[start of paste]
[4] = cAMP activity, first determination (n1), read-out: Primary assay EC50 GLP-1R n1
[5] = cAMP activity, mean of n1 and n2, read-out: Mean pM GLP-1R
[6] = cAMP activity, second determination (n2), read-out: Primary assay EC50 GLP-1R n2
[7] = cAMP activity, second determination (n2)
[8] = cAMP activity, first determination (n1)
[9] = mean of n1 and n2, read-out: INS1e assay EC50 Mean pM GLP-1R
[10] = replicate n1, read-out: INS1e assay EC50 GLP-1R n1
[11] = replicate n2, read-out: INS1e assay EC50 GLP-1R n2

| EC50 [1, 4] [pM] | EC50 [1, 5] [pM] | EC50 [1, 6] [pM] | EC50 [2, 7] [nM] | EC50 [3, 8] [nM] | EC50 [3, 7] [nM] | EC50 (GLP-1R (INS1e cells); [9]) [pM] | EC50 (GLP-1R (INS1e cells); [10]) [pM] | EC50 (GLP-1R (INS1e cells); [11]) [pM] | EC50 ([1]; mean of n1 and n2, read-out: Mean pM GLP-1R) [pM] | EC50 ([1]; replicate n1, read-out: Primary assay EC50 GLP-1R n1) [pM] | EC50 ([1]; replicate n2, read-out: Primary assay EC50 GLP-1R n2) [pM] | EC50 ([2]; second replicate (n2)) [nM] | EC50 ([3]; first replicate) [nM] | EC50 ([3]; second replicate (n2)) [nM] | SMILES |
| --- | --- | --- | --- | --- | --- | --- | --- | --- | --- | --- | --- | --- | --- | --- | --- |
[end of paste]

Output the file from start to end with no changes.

[4] = cAMP activity, first determination (n1), read-out: Primary assay EC50 GLP-1R n1
[5] = cAMP activity, mean of n1 and n2, read-out: Mean pM GLP-1R
[6] = cAMP activity, second determination (n2), read-out: Primary assay EC50 GLP-1R n2
[7] = cAMP activity, second determination (n2)
[8] = cAMP activity, first determination (n1)
[9] = mean of n1 and n2, read-out: INS1e assay EC50 Mean pM GLP-1R
[10] = replicate n1, read-out: INS1e assay EC50 GLP-1R n1
[11] = replicate n2, read-out: INS1e assay EC50 GLP-1R n2

| EC50 [1, 4] [pM] | EC50 [1, 5] [pM] | EC50 [1, 6] [pM] | EC50 [2, 7] [nM] | EC50 [3, 8] [nM] | EC50 [3, 7] [nM] | EC50 (GLP-1R (INS1e cells); [9]) [pM] | EC50 (GLP-1R (INS1e cells); [10]) [pM] | EC50 (GLP-1R (INS1e cells); [11]) [pM] | EC50 ([1]; mean of n1 and n2, read-out: Mean pM GLP-1R) [pM] | EC50 ([1]; replicate n1, read-out: Primary assay EC50 GLP-1R n1) [pM] | EC50 ([1]; replicate n2, read-out: Primary assay EC50 GLP-1R n2) [pM] | EC50 ([2]; second replicate (n2)) [nM] | EC50 ([3]; first replicate) [nM] | EC50 ([3]; second replicate (n2)) [nM] | SMILES |
| --- | --- | --- | --- | --- | --- | --- | --- | --- | --- | --- | --- | --- | --- | --- | --- |